If you’ve been exploring your options for a graduate business education, you might find yourself wondering exactly what the difference between an MBA and an executive MBA is. Many business schools offer both of these programs, and each has specific audiences, attributes, and eventual payoffs.
Read about five important ways in which MBA and executive MBA programs differ, and decide which one is right for you at this point in your professional life.
1. Your Starting Point
The major difference between MBA and executive MBA programs is right in the name: Executive MBAs are intended for later career professionals who have already reached management or leadership positions. As a result, executive MBA students tend to be older than conventional MBA students. The average age for executive MBA candidates is between 32 and 38 years old1, whereas the average full-time MBA student is 28 years old when starting the program.2
The amount of professional work experience that each type of program expects its applicants to have is also determined by this starting point. Many MBA programs require at least two years of work experience among their admissions requirements to ensure candidates have a strong sense of the professional world and their potential place within it. While executive MBA programs may not feel the need to specify a requirement like this, they will expect their candidates to possess an impressive and varied resume detailing a wealth of professional experience, including in a leadership capacity.
2. Time Required
Conventional MBA programs come in many shapes and sizes, and a number of universities offer a variety of options to accommodate the scheduling demands of all potential students. Full-time residential MBA programs represent the most serious time commitment, requiring students to live on or near campus and take a 100 percent in-person course load, which may require students to step away from their careers to pursue their degrees. Conventional MBAs may also be offered in part-time, evening, flex, or fully online formats to help working professionals fit their studies conveniently into their busy schedules.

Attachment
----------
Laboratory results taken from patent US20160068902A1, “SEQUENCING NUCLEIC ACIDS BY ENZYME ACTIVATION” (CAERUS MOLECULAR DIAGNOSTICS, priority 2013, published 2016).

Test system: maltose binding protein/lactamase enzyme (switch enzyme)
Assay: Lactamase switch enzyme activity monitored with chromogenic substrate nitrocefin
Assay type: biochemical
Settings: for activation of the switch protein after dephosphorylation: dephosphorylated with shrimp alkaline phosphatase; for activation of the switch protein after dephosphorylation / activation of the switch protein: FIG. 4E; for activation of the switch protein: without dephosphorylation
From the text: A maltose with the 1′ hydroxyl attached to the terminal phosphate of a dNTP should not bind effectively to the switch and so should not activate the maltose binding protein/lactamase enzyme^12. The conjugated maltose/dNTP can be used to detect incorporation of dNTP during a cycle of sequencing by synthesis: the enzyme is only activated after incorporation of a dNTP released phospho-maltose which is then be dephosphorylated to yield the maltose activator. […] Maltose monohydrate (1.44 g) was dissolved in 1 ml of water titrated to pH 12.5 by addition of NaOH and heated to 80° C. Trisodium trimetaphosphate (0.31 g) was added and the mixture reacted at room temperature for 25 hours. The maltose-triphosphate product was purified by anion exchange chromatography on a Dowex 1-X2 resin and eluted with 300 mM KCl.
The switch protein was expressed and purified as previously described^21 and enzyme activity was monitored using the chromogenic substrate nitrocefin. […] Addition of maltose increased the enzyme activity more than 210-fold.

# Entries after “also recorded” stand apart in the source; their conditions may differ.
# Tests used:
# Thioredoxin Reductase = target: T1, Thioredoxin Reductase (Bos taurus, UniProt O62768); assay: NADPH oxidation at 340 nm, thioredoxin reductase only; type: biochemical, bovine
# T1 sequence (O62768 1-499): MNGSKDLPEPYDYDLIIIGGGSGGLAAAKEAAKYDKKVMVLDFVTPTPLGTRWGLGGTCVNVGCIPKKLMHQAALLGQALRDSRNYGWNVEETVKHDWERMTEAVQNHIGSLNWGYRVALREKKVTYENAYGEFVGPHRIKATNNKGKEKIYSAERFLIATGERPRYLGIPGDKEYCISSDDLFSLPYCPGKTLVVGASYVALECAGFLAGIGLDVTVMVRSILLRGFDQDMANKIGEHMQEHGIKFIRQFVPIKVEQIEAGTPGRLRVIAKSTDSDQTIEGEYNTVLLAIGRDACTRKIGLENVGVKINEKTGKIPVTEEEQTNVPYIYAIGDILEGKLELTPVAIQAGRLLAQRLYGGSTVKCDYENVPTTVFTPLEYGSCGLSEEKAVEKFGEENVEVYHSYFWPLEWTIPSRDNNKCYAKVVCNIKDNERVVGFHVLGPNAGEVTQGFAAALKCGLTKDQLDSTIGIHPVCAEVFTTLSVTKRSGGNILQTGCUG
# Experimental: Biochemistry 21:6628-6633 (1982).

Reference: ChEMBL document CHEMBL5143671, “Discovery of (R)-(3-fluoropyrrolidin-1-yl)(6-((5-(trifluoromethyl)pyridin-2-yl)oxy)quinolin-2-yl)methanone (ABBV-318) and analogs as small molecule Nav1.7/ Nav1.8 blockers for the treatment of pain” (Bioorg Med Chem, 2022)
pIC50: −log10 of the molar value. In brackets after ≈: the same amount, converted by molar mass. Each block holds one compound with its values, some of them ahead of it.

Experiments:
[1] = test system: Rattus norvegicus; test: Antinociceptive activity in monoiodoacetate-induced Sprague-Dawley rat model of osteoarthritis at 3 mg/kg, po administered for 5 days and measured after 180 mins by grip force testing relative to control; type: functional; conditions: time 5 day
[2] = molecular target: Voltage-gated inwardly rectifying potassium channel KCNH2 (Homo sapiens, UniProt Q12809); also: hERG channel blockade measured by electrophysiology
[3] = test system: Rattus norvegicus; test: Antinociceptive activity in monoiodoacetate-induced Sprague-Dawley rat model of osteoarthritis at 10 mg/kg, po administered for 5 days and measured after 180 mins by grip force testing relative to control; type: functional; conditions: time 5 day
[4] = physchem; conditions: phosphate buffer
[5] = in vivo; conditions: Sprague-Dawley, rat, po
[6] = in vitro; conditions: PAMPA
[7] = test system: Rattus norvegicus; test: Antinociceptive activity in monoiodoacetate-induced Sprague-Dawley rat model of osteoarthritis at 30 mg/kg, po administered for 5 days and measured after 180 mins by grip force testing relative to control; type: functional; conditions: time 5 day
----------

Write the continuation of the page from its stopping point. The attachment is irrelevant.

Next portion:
Because executive MBA programs are designed for students who hold a significant number of professional responsibilities (and often more personal responsibilities as well, as the advanced starting age of executive MBA students can also mean they often have more settled family lives), they are typically scheduled with as little actual class time as possible. Attendance is generally required at these programs 1-2 days per week, usually on weekends.3
3. The Curriculum
Here is yet another area in which many differences can be found even among conventional MBA programs. Some business schools offer well-rounded yet inflexible curricula in which all students take the same courses to receive what program organizers believe is the optimal business education. Others, like the Online MBA program at Santa Clara University, believe in a customizable experience in which students may select a concentration in a specialty like finance or data science and fill out their schedule with elective courses to tailor their education to their own needs and goals.